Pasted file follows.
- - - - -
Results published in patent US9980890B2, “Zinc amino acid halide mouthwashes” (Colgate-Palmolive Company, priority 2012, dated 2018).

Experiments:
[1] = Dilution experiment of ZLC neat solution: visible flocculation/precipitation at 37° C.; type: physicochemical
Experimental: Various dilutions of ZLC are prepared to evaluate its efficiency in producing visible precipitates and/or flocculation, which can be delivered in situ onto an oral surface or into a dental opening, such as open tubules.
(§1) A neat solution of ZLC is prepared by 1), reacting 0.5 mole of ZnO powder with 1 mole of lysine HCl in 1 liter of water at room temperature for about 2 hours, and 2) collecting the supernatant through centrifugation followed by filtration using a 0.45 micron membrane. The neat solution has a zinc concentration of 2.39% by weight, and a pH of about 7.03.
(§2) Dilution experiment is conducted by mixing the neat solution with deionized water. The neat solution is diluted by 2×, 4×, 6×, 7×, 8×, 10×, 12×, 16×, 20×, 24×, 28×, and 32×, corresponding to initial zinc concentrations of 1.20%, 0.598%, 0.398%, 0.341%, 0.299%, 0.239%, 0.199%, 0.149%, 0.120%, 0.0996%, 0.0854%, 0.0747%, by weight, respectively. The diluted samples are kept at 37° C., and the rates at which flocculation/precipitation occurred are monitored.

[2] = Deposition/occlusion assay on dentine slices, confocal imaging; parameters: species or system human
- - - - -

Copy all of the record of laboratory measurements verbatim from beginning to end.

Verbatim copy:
Results published in patent US9980890B2, “Zinc amino acid halide mouthwashes” (Colgate-Palmolive Company, priority 2012, dated 2018).

Experiments:
[1] = Dilution experiment of ZLC neat solution: visible flocculation/precipitation at 37° C.; type: physicochemical
Experimental: Various dilutions of ZLC are prepared to evaluate its efficiency in producing visible precipitates and/or flocculation, which can be delivered in situ onto an oral surface or into a dental opening, such as open tubules.
(§1) A neat solution of ZLC is prepared by 1), reacting 0.5 mole of ZnO powder with 1 mole of lysine HCl in 1 liter of water at room temperature for about 2 hours, and 2) collecting the supernatant through centrifugation followed by filtration using a 0.45 micron membrane. The neat solution has a zinc concentration of 2.39% by weight, and a pH of about 7.03.
(§2) Dilution experiment is conducted by mixing the neat solution with deionized water. The neat solution is diluted by 2×, 4×, 6×, 7×, 8×, 10×, 12×, 16×, 20×, 24×, 28×, and 32×, corresponding to initial zinc concentrations of 1.20%, 0.598%, 0.398%, 0.341%, 0.299%, 0.239%, 0.199%, 0.149%, 0.120%, 0.0996%, 0.0854%, 0.0747%, by weight, respectively. The diluted samples are kept at 37° C., and the rates at which flocculation/precipitation occurred are monitored.

[2] = Deposition/occlusion assay on dentine slices, confocal imaging; parameters: species or system human